Volume: IV, Issue: II, July-December 2013
Birendra Nath Prasad (ed.), Monasteries, Shrines and Society Buddhist and Brahmanical Religious Institutions in India in their Socio-Economic Context, First Edition, Manak Publications Pvt. Ltd, New Delhi, 2011, pp. X 345, ISBN 978-81-7831-231-6.
Book review by Krishnendu Ray
The title of the present book under review suggests that the book is concerned with an understanding of the socio-economic contexts of Buddhist monasteries and Brahmanical religious institutions in India. The reader is, thus, drawn to the scope of the book. The Introduction with notes and references by the editor is excellent. Here, the reader finds a brief, but good account of ‘the historical reconstructions of the patterns of interactions—Buddhist monasteries and stūpas, and Brahmanical temples—with other societal institutions.’ One finds that Indian religious institutions survived not only by receiving political patronage, but, also by maintaining ‘intricate linkages with the society’. The reader finds that archaeological data are also considerably important for an understanding of the socio-economic interactions of Indian religious institutions with their surroundings. Along with Introduction the reader gets nine articles in two sections of the book. The reader is introduced to the thrust area of each article in the Introduction. This is helpful for a better understanding of each article in detail of the book under review. The reader finds the first Section dealing with ‘Buddhist monasteries and stūpas in interaction with other societal institutions and processes’. The Section contains four articles. These are ‘Studies in the Socio-Economic History of Indian Monastic Buddhism in Past One Hundred Years: A Historiographical Survey’ by Birendra Nath Prasad; ‘Buddhism in Regional Perspective: A Glance in Early Historic Vidarbha’ by Reshma Sawant; ‘Monarchs, Monasteries and Trade on an ‘Agrarian Frontier’: Early Medieval Samataṭa-Harikela, Bangladesh, c. 400 CE-1250CE’ by Birendra Nath Prasad and ‘Vajrayāna as a Religion of the Laity in Early Medieval Orissa (India) by Umakanta Mishra. As per the title of the book, the second Section is concerned with ‘Brahmanical temples in interaction with other societal institutions and processes’. This Section contains five articles. The essays placed in this Section are ‘Temples in their Wider Context: A Study of Pre-Ahom Temples of Assam’ by Sudarshan Gupta; ‘Śaiva Temples in the early Chola Period: Syncretism, Religious trends and Tamil forms of Worships, c. 850 CE - 985 CE’ by M. N. Rajesh; ‘The Sacred Geography of Medieval Tamilakam: A Study of Distribution Pattern of Śaiva and Vaiṣṇava Temples’ by S. Jeevanandam; ‘The Temple and the Temple Dancing Girls of Medieval Deccan’ by Rekha Pandey and ‘Survival of the Liṅgarāja Temple: A Study of Spatial Context, Linkage and Patronage’ by Subash Khamari. Thus the present book is constituted by the Introduction, two Sections, a good Bibliography containing recent works and an Index. The articles are based on literary, epigraphic as well as archaeological materials. The tables, figures etc. given in the book are useful. The authors have successfully dished out valuable insights into the multiple roles of Indian religious institutions, Buddhist and Brahmanical and their ‘patterns of interaction with societal processes’. The present book is written from this point of view. The editor’s own article‘Socio-Economic History of Indian Monastic Buddhism’ in Section one provides the reader with essentially a good historiographical survey of the scholarly ‘studies in the functional dimensions of Indian monastic Buddhism in the past one hundred years’. This helps the reader to get the background of the rest three essays of the Section one. The reader gets more information from the relevant references provided in the NOTES of many of the articles.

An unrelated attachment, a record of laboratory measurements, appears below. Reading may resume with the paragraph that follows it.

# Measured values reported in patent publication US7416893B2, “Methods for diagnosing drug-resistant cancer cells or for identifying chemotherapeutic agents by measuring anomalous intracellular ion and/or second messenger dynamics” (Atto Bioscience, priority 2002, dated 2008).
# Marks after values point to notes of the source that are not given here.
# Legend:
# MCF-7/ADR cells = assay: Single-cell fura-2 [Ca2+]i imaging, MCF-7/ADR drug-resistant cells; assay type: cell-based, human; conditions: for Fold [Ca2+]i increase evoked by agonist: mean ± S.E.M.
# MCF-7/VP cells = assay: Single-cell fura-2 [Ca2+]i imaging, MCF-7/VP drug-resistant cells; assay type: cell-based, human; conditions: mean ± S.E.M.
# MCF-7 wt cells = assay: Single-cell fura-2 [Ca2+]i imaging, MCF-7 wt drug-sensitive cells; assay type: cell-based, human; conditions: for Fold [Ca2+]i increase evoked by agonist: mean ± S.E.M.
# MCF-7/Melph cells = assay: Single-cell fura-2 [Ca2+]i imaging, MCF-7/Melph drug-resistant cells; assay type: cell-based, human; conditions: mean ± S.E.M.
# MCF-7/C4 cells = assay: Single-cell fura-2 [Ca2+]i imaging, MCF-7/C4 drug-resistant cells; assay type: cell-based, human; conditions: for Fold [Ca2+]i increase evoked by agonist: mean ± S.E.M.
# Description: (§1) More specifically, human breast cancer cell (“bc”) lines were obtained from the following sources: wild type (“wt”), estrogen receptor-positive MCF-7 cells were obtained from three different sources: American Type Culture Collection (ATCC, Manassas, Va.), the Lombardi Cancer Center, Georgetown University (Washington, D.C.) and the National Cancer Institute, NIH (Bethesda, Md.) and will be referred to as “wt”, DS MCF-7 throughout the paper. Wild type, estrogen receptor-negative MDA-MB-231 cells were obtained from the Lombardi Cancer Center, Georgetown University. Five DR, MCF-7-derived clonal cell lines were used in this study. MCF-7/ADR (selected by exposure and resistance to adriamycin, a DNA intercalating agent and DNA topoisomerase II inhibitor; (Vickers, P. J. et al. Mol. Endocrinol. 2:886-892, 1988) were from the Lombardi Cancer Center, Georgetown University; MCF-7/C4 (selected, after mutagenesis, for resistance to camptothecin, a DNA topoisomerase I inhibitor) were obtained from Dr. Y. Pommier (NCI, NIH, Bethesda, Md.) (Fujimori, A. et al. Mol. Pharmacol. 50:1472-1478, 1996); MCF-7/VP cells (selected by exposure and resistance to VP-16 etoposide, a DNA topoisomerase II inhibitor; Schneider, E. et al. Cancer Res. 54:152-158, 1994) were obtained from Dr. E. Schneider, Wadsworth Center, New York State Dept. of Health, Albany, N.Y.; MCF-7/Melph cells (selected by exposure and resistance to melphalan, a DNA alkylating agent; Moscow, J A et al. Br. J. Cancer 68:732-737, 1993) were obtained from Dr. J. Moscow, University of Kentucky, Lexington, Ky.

However, Jainism is omitted. One finds that the title of Sudarshan Gupta’s essay (p.181) is a little different from that in the contents of the book. One sees a few printing mistakes ‘on the other hands’ (p.15); ‘All the issues discussed here points’ - (p.213). Barring these the book is useful both for general readers and scholars.